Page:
And so tomorrow, May 15, 2014, will be my last day of employment as an engineer with Lockheed Martin.  I will be three weeks shy of my 10 year anniversary with the company.  It's been an amazing ride.  I did modeling, simulation, and performance analysis for earth-observing radar satellite systems.  I helped design NASA's next manned space vehicle.  I spent a year in Houston working with astronauts on human interfaces for that vehicle.  I flew a spacecraft past a comet and I sent one on its way to Jupiter.  (More video montage!)  As this chapter of my life closes, I am so incredibly grateful for the opportunities that I've had, the massive amounts of knowledge I've gained, and the wonderful people I have met and worked with.  Since the fear and sadness of making this transition started to pass, I have felt nothing but love and joy and thankfulness for this era of my life.

And so it's the end.

But then, it's also the beginning of something new.  The next phase.  Amy 2.0.  Here are some things that are coming up next for me:
  • Joy-filled stay-at-home-mom-hood with my amazing and hilarious kids.
  • Home organization, omg.
  • Travel.  Hopefully lots of it. 
  • Homeschooling
  • Continuing to explore entrepreneurship with the following ventures:
    • Travel consulting through Pine Hill Travel (web/facebook)
    • Blogging about family travel at Stroller Packing (web/facebook)
    • Transformational life coaching at Life Architecting (web/facebook)
  • Writing about:
    • Holistic self-care
    • Goal setting and acheivement
    • Scientific principles applied to psychology, spirituality, and generally living life
    • Spirituality in general
    • Travel
    • Homeschooling, particularly math, science, and using travel to learn about the world
  • Learning about:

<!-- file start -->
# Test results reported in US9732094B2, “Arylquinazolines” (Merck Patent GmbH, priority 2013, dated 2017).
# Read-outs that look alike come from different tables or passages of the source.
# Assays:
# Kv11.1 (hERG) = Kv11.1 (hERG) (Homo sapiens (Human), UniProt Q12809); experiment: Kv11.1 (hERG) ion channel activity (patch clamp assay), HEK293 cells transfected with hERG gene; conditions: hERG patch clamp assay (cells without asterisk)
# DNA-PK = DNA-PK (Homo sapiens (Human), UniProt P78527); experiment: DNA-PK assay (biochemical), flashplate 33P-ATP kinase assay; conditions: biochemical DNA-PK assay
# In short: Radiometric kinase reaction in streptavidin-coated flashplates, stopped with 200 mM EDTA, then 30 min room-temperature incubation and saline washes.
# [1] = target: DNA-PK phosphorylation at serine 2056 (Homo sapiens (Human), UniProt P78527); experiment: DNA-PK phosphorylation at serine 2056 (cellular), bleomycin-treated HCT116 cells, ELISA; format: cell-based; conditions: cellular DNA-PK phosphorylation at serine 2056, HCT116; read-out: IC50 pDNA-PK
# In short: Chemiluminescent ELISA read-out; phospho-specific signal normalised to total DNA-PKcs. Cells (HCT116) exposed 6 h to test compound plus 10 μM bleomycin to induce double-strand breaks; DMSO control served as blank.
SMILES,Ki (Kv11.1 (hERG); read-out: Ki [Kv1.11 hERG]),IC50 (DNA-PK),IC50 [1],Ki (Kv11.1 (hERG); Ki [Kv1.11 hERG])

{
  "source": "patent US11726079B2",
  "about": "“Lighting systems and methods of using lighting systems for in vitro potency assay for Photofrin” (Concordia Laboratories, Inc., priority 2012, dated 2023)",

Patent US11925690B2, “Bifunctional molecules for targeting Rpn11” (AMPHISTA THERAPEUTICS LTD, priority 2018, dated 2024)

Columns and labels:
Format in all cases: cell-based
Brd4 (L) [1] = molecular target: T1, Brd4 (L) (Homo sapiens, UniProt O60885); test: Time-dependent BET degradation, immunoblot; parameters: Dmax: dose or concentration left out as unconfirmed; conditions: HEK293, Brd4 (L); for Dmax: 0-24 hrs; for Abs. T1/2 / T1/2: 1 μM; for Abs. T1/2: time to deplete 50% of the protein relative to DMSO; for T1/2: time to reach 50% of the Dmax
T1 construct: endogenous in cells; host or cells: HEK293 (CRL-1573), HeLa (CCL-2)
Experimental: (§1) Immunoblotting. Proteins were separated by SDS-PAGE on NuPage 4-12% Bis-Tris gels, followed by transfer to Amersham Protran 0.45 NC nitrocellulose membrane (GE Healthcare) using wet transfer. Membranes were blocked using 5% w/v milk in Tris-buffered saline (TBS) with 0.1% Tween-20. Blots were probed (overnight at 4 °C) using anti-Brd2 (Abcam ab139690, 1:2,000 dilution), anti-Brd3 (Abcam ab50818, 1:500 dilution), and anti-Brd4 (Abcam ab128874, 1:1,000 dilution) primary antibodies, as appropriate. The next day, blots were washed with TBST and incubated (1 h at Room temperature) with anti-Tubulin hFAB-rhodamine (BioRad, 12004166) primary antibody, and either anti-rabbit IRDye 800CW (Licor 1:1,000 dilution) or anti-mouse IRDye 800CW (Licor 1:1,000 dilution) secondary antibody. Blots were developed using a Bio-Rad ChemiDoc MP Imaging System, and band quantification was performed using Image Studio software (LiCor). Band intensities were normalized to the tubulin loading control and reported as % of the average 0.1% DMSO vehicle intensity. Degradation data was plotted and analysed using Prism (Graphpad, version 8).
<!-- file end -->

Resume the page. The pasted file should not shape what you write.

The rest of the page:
• Ayurveda and Yoga
    • Latin and Spanish languages
    • Taking up the violin (yep, it's on my bucket list)
The world is my oyster.  I'm filled with delicious possibilities and passions new and old.  

It's scary and exciting and sad and joyful and just plain thrilling all at once.

It has taken nine or ten months to gestate and birth this new life into the world, but it's my own new life.  And I'm still a work in progress - still learning, still growing, still reserving the right to change my mind about all of it.  May I never be stagnant. 

To end, a quote from Thoreau, who has always been my favorite since Mr. Johnson's 10th grade American Literature Class: "I learned this, at least, by my experiment; that if one advances confidently in the direction of his dreams, and endeavors to live the life which he has imagined, he will meet with a success unexpected in common hours. . . . In proportion as he simplifies his life, the laws of the universe will appear less complex, and solitude will not be solitude, nor poverty poverty, nor weakness weakness."  So here I go.  May it be true for me, and for all of us.

(No, I'm not pregnant again.  That was an analogy.  Stop spreading rumors, silly goose.)

Monday, May 12, 2014

Snow Day

We got about 18 inches of snow between Mother's Day and the day after, so needless to say we were snowed in and the nanny was snowed out.  This meant I got to play in the snow!  I had a new year's resolution to make a snow angel, so I can check that one off the list.

We were hoping it would be wet May snow so that we could make a snowman.  ("Do you want to build a snowman?") But alas, it was powder.

We enjoyed sliding on the saucer down the top pitch of the driveway.

And hot chocolate afterwards

You would think that after all this the kids would sleep like babies and yet... it seems to be a non-nap day for either of them, even my sleep fiend, Clara.  Too bad for me!